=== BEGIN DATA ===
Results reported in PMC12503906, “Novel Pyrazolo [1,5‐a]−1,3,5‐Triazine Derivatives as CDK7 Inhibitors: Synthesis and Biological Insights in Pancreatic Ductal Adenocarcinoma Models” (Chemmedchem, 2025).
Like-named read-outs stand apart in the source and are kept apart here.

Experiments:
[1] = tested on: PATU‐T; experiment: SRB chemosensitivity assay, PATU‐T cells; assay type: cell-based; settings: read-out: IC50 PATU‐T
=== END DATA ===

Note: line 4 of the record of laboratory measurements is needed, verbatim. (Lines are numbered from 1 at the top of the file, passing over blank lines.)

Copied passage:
[1] = tested on: PATU‐T; experiment: SRB chemosensitivity assay, PATU‐T cells; assay type: cell-based; settings: read-out: IC50 PATU‐T